UC Merced is set to present a report at the White House today on its efforts to support underserved students and help them graduate.
This will be the second time UC Merced Chancellor Dorothy Leland takes part in the College Opportunity Summit. In January, she unveiled six initiatives that UC Merced would use to aid undocumented students, to create career pathways to the Silicon Valley and to help other underserved students prepare for and succeed in college.
For this month’s visit, she will again join representatives from other colleges and universities, along with first lady Michelle Obama and officials from the National Economic Policy Council and the Department of Education.
“UC Merced is proud to be a part of this prestigious and vitally important effort, and we are even prouder of the steps we have taken as a university to serve our students more effectively,” Leland said in a press release. “Every student has his or her own strengths, circumstances and challenges, and our job is to ensure they all have the tools, knowledge and support they need to succeed.”
Never miss a local story.
Leland plans to touch on each of the six initiatives:
▪ Undocumented student services: The university, which added 124 undocumented students in fall 2014, began a “career boot camp” program to help students better navigate life after college. A $500,000 endowment from a local family foundation will support the campus’s efforts and provide scholarships for undocumented students.
▪ Silicon Valley pathways: Student job and internship placement with companies in the Silicon Valley and Bay Area more than doubled from last year, from 90 to 191. The number of Silicon Valley firms doing on-campus interviews and information sessions for students increased from four to 17.
▪ STEM Resource Center: Additional funding from the campus has allowed the Science, Technology, Engineering and Math Resource Center to expand to include peer tutoring, faculty mentoring and research opportunities for undergraduates. About 49 percent of UC Merced students major in those fields.
▪ College and Career Readiness Conference: UC Merced held a one-day conference in April to address college preparation, affordability and career exploration for 74 high school seniors from low-income families. The students, most of them bound for community college, attended career workshops in health, education, public service and engineering.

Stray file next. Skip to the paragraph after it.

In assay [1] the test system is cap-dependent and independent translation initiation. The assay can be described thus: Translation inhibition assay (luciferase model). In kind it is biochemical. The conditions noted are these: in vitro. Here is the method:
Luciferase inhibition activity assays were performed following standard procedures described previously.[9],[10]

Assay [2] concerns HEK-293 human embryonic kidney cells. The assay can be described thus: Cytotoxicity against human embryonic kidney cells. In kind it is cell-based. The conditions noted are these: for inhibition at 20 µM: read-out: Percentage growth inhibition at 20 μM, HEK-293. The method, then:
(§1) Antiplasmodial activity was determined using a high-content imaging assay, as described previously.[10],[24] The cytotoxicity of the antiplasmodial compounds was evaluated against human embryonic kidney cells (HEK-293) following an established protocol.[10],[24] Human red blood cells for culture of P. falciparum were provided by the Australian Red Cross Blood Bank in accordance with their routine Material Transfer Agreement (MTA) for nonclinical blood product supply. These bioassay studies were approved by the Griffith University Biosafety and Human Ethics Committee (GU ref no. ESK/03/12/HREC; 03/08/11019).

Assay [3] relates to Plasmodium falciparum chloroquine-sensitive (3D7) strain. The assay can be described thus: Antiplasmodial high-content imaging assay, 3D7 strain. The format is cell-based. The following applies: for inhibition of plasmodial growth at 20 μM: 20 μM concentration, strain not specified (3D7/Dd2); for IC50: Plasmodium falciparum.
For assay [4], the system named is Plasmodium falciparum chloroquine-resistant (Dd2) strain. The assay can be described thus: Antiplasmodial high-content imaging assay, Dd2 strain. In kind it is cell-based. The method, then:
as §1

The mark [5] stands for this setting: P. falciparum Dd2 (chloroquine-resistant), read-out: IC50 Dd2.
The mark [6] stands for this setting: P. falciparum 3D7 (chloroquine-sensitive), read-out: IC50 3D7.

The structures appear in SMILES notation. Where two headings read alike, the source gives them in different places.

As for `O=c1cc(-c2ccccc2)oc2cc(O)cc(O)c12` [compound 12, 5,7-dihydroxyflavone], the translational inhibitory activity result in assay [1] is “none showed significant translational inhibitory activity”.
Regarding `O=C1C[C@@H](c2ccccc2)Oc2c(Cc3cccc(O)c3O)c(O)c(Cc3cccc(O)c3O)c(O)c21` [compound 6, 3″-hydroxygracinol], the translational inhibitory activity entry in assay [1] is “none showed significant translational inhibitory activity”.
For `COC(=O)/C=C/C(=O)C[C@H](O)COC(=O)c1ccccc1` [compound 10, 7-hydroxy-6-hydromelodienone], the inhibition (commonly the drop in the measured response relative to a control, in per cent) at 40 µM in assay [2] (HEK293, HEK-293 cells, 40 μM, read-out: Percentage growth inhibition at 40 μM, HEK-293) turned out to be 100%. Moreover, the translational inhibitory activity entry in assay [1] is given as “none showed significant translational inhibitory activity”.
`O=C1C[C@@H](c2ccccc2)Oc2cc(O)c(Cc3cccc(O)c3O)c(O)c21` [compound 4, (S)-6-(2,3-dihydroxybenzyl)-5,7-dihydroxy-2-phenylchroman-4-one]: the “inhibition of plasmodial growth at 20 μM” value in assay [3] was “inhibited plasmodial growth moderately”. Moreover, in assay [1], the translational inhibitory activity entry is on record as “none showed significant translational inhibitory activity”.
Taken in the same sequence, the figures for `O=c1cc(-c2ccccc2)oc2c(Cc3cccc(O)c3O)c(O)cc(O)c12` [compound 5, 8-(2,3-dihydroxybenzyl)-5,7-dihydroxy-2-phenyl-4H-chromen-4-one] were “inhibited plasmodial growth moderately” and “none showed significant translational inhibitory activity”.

▪ Foster youth services: The Guardian Scholars Program at UC Merced, which provides support to the roughly 80 former foster youths on campus, now offers year-round housing and emergency funds for financial hardship. The program has also built alliances with community colleges and counties, launched early outreach programs for K-12 students and supported college-readiness training programs for foster parents and social workers.
▪ Financial literacy: In partnership with local financial institutions, UC Merced offered several financial literacy workshops in 2014. The campus is also developing a financial literacy website.
For its second College Opportunity Summit, the White House is looking for new commitments from colleges and universities to help underserved students.
The UC Merced School of Engineering is planning a curriculum overhaul, with an increased focus on entrepreneurship and innovation to help improve student retention. The School of Natural Sciences will create a series of workshops to train underserved students in the fundamental skills required for scientific research in an attempt to better prepare them to step into internships.
The university is also working toward a comprehensive retention plan that will include specific short- and long-term goals for continued improvement.
UC Merced has a large percentage of students who fall into the underserved demographics, as 60 percent of its undergraduates are Pell grant recipients and 62 percent are first-generation students.